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Reference 100

Ganter, B., Cooke, F. and Mineau, P. 1996. Long-term vegetation changes in a snow goose nesting habitat. Canadian Journal of Zoology 74:965-969.

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Sammler, J.E., Andersen, D.E. and Skagen, S.K. 2008. Population trends of tundra-nesting birds at Cape Churchill, Manitoba, in relation to increasing goose populations. The Condor 110:325-334.

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Iacobelli, A. and Jefferies, R.L. 1991. Inverse salinity gradients in coastal marshes and the death of stands of Salix : the effects of grubbing by geese. Journal of Ecology 79:61-73.

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Abraham, K.F., Jefferies, R.L. and Rockwell, R.F. 2005. Goose-induced changes in vegetation and land cover between 1976 and 1997 in an Arctic coastal marsh. Arctic, Antarctic, and Alpine Research 37:269-275.

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Abraham, K. (Ontario Ministry of Natural Resources). 2009. ATV damage to tundra in the Ontario portion of the Hudson Plains Ecozone+. Personal observation.

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Reference 105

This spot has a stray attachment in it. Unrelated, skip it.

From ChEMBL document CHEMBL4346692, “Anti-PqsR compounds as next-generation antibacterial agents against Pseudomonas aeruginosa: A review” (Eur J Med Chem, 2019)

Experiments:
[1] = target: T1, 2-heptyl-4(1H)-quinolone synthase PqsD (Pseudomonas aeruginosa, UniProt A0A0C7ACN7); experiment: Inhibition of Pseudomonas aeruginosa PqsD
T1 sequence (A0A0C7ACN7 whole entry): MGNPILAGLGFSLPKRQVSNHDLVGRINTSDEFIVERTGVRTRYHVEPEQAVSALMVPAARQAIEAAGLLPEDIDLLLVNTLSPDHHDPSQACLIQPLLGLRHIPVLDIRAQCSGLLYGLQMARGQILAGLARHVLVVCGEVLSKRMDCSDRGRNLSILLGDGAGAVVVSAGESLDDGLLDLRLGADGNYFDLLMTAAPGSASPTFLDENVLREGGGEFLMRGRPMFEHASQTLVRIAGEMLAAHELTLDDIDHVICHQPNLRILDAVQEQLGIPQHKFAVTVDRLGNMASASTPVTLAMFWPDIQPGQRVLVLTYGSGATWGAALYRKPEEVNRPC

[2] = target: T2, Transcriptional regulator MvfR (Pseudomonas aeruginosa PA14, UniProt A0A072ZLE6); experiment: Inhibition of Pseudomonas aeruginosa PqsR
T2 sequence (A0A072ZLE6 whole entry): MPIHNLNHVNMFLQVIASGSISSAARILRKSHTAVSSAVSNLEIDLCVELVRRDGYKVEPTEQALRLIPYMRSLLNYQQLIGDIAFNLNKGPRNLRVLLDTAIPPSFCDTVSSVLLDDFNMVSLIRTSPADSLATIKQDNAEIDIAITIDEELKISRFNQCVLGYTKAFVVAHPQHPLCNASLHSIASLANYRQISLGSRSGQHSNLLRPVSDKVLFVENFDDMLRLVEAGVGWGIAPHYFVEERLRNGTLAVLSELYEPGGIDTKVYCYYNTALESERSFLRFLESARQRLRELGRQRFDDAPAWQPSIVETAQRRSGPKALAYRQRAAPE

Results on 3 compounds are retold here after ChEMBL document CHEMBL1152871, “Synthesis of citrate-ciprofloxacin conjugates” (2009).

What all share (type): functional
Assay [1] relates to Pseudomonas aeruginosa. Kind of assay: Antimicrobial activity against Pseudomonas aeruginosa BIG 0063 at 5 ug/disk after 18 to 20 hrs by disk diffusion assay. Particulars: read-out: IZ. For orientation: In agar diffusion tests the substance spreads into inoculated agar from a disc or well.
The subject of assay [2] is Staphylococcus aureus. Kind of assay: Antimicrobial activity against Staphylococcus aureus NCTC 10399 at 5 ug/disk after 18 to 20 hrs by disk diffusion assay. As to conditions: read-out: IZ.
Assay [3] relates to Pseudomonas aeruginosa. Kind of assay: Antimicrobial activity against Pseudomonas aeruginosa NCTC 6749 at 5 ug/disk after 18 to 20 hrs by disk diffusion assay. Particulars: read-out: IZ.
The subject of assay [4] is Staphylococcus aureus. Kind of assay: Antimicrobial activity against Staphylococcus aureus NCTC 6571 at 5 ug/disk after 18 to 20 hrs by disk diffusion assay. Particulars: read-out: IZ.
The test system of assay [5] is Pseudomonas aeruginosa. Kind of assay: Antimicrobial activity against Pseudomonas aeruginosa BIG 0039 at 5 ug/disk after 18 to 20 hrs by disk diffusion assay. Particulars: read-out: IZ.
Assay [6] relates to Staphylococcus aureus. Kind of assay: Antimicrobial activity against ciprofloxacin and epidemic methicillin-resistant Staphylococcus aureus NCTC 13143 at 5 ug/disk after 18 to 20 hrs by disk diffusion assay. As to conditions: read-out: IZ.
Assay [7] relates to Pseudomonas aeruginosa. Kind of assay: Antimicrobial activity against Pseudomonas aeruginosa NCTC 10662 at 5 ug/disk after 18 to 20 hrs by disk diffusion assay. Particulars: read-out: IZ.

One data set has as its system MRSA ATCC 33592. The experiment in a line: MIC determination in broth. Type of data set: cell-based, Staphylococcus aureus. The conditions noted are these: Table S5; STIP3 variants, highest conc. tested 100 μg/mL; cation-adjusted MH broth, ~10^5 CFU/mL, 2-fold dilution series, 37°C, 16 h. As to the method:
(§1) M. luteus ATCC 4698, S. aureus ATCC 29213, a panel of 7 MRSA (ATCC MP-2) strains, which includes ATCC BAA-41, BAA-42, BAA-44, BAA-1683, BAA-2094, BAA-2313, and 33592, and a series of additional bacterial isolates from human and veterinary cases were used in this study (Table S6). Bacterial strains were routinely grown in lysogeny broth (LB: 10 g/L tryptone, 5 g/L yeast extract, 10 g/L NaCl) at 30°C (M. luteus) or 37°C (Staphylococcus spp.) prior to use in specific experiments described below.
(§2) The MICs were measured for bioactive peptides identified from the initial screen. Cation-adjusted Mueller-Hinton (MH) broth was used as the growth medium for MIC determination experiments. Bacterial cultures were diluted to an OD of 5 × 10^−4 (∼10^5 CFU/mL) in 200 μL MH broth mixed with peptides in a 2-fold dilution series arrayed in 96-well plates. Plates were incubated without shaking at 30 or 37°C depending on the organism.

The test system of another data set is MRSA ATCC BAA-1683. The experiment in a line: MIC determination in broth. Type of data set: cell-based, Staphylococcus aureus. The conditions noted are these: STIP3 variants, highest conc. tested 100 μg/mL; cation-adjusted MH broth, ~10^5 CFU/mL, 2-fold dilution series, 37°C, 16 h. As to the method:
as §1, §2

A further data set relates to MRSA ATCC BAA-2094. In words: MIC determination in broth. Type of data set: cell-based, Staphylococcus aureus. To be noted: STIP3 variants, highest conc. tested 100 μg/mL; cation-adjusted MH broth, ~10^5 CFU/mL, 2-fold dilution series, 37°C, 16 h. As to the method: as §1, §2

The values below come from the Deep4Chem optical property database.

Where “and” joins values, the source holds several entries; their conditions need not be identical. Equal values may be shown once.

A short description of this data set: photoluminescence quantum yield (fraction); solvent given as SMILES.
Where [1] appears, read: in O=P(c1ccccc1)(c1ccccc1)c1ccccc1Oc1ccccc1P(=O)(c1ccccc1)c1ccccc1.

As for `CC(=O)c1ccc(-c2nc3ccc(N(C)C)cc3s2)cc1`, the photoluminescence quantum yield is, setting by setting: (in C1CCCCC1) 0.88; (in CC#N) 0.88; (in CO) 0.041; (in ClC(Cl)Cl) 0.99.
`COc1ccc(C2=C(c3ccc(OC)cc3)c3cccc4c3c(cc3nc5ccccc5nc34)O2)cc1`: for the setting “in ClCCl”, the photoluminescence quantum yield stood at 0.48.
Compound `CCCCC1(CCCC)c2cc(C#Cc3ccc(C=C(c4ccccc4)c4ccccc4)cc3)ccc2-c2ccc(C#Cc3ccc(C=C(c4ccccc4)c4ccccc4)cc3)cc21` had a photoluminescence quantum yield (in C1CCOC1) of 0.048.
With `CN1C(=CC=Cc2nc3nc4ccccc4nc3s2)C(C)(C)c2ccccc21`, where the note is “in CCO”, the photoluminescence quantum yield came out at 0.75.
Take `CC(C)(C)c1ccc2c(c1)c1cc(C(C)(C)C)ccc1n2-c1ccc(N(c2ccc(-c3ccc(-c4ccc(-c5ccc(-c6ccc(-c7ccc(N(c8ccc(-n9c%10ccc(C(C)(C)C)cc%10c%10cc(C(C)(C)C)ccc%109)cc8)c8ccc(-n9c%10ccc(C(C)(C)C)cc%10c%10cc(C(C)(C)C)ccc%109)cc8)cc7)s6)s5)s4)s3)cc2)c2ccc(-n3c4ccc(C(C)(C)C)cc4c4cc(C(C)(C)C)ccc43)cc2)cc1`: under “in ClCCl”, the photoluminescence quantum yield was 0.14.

Scott, P.A., Hansell, R.I.C. and Fayle, D.C.F. 1987. Establishment of white spruce populations and responses to climatic change at the treeline, Churchill, Manitoba, Canada. Arctic and Alpine Research 19:45-51.

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Harsch, M.A., Hulme, P.E., McGlone, M.S. and Duncan, R.P. 2009. Are treelines advancing? A global meta-analysis of treeline response to climate warming. Ecology Letters 12:1040-1049.

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Parkinson, C.L. and Cavalieri, D.J. 2008. Arctic sea ice variability and trends, 1979-2006. Journal of Geophysical Research-Oceans 113, C07003, 28 p.

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Gagnon, A.S. and Gough, W.A. 2005. Trends in the dates of ice freeze-up and breakup over Hudson Bay, Canada. Arctic 58:370-382.

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Reference 110

Rouse, W.R. 1991. Impacts of Hudson Bay on the terrestrial climate of the Hudson Bay Lowlands. Arctic and Alpine Research 23:24-30.

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Reference 111

COSEWIC. 2008. COSEWIC assessment and update status report on the polar bear Ursus maritimus in Canada. Committee on the Status of Endangered Wildlife in Canada. Ottawa, ON. vii + 75 p.